In the bat­tle to re­cy­cle, cities are strug­gling the world over

But the com­plex men­tal bal­let re­quired to sort our per­sonal waste con­tin­ues to grow

Richmond Hill Post - - News - By Karen St­intz

Here is a quick re­cy­cling quiz for our read­ers. Into which re­cy­cling ves­sel does a greasy pizza box get thrown? What about a plas­tic pro­duce bag?

Full dis­clo­sure, I flunked that first ques­tion, the an­swer is the green bin. Plas­tic pro­duce bags go in the blue bin. Luck­ily I haven’t re­ceived a garbage ci­ta­tion as of yet, but I am sure one is com­ing. The re­cy­cling rules keep chang­ing, and it is be­com­ing harder to keep the blue bin po­lice happy.

The re­cy­cling in­dus­try is un­der­go­ing a mas­sive shift and the im­pacts are be­ing felt in the city. The big­gest buyer of re­cy­cled goods is China, and that mar­ket is cut­ting back and be­com­ing much more par­tic­u­lar about what it will ac­cept.

Cof­fee cups still go in the garbage bin, while the lids go in the blue bin. Jars of peanut but­ter need to be cleaned be­fore they can be ac­cepted into the blue bin or risk con­tam­i­nat­ing all of the other re­cy­cled ma­te­ri­als.

Some of the in­struc­tions have be­come so coun­ter­in­tu­itive, such as the greasy pizza box in the green bin, that many are in­no­cently run­ning afoul of the re­cy­cling laws.

Cur­rently the city’s curb­side pickup re­cy­cling con­tam­i­na­tion rate is more than 25 per cent. Peo­ple leav­ing too much food in jars, or try­ing to re­cy­cle black plas­tic or other un­wanted ma­te­ri­als makes a mess of things. So, the city has to wrestle with whether to clean re­cy­clables or send them to the land­fill, which drives up costs.

In some Amer­i­can ju­ris­dic­tions, res­i­dents are still asked to sort garbage, but it all goes to the land­fill or a waste-to-en­ergy fa­cil­ity. The ap­plied logic is that peo­ple feel good about re­cy­cling but don’t re­ally know, or care, what hap­pens once the garbage truck drives away.

On­tario is go­ing the op­po­site di­rec­tion in its re­cy­cling mis­sion.

The cur­rent plan is to re­cy­cle more prod­ucts, ban oth­ers from pro­duc­tion and even­tu­ally get to a zero-waste so­lu­tion that does not in­clude in­cin­er­a­tion.

Al­though most of us con­sider garbage a nui­sance to be taken to the curb once a week, the re­al­ity is that garbage is very po­lit­i­cal.

En­vi­ron­men­tal­ists rightly be­lieve that garbage and over­con­sump­tion rep­re­sent a se­ri­ous threat to the planet and the only so­lu­tion is a zero-waste, sus­tain­able sys­tem. Oth­ers be­lieve that garbage is a re­source that can be used to gen­er­ate power and relieve some of the pressures on the cur­rent grid. For oth­ers, it is a profit-mak­ing busi­ness.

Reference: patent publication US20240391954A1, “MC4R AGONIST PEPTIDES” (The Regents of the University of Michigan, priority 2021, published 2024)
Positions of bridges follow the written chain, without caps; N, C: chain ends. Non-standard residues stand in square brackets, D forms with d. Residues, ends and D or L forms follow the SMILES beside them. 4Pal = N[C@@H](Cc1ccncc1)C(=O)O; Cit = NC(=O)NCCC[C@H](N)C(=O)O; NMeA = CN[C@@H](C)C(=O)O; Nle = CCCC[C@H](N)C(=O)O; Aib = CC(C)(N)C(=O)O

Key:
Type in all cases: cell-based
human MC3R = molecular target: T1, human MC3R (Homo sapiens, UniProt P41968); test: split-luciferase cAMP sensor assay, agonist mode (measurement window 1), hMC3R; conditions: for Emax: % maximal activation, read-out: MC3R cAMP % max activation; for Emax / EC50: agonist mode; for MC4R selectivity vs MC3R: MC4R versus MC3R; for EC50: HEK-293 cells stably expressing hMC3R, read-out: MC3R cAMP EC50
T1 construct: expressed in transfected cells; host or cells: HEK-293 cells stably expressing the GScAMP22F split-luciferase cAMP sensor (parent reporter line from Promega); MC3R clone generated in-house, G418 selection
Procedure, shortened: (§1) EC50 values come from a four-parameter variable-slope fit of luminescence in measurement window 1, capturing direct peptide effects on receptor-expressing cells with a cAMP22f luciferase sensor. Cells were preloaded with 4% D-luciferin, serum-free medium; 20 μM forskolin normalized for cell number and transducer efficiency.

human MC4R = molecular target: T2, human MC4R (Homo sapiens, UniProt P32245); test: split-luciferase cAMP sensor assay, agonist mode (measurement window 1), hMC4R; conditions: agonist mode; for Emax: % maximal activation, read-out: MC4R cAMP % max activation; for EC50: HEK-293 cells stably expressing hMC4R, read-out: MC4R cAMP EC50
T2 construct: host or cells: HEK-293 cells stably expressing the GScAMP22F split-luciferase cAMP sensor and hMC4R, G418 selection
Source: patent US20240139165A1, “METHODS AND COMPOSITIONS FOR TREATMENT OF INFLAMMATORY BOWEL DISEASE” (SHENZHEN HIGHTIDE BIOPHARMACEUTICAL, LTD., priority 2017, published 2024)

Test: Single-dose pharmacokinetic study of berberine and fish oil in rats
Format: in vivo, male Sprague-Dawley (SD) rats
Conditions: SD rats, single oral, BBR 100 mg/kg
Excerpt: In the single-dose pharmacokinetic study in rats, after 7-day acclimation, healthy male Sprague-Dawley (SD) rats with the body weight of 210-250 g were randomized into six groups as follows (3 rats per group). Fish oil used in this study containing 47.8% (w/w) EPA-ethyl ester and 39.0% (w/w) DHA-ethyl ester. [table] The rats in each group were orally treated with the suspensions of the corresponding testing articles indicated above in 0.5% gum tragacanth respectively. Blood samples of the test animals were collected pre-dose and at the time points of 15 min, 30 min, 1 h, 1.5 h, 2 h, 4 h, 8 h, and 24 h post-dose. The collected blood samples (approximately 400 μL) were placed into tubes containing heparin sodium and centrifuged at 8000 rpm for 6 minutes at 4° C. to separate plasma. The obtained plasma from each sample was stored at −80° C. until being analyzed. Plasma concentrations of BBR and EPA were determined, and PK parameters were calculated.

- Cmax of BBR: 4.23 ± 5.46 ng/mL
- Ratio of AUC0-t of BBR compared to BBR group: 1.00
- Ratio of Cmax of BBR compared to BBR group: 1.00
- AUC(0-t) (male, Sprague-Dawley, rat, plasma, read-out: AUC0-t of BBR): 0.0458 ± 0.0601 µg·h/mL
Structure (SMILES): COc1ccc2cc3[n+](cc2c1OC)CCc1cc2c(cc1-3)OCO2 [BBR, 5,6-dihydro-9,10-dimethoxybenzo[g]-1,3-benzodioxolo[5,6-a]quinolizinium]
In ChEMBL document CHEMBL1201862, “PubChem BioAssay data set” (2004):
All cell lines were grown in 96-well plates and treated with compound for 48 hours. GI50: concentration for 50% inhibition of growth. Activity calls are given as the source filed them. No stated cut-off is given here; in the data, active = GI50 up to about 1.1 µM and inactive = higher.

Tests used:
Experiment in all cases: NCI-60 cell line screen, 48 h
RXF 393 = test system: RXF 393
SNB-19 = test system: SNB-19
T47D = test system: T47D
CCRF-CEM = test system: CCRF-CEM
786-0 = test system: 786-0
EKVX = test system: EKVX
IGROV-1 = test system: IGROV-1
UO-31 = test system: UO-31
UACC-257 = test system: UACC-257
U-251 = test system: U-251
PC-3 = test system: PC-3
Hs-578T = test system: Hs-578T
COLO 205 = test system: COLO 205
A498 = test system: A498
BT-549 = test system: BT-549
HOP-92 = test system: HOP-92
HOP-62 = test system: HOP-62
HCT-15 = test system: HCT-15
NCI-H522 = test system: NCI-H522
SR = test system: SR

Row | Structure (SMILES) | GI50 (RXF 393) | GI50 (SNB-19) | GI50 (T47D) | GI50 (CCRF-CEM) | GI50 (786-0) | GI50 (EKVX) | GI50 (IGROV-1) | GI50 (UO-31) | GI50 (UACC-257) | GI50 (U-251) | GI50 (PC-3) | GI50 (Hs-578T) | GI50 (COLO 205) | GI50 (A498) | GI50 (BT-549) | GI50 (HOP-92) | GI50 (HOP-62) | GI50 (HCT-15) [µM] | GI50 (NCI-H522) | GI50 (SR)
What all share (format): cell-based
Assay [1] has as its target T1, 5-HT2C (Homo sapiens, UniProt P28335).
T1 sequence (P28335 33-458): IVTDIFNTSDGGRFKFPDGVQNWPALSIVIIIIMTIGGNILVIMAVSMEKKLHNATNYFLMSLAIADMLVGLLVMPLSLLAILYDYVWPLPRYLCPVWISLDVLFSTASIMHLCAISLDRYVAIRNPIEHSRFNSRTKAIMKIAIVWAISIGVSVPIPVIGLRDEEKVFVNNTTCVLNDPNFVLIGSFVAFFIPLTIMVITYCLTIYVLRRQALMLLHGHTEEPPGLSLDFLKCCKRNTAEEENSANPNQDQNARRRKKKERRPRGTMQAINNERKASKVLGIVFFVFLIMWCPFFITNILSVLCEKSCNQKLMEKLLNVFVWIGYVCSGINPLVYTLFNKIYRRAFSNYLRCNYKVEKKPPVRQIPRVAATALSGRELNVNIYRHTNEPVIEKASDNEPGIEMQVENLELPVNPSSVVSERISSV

The next few years will be very in­ter­est­ing as the city tries to fig­ure out how to de­liver one of the most ba­sic mu­nic­i­pal ser­vices, which is to pick up the trash.

The de­bate about whether to out­source the col­lec­tion of garbage is be­ing re­placed by what we are go­ing to do with it.

Al­though a waste-to-en­ergy so­lu­tion may be the most prag­matic, it is a po­lit­i­cal non­starter be­cause there is, so far, no com­mu­nity will­ing to host such a fa­cil­ity in Toronto.

Mean­while, the mar­ket con­tin­ues to be flooded with re­cy­clable ma­te­ri­als at the same time that there is less de­mand for those ma­te­ri­als.

In ad­di­tion, many goods have more and more pack­ag­ing to meet food safety stan­dards, anti-theft mea­sures or to sim­ply pro­tect the prod­uct dur­ing ship­ping. Al­though peo­ple feel strongly about re­cy­cling, there are lim­its to how much time they can rea­son­ably spend clean­ing and sort­ing their garbage be­fore throw­ing it away.

There are also lim­its to how much peo­ple are will­ing to spend on find­ing cre­ative garbage so­lu­tions.

As part of its zero-waste strat­egy, the City of Van­cou­ver has banned straws, foam take­out con­tain­ers and sin­gle-use plas­tic bags. The by­law also re­stricts dis­pos­able cups.

As the costs of waste man­age­ment con­tinue to rise, the City of Toronto will likely try sim­i­lar tac­tics.

Toronto is aim­ing to re­cy­cle even more prod­ucts

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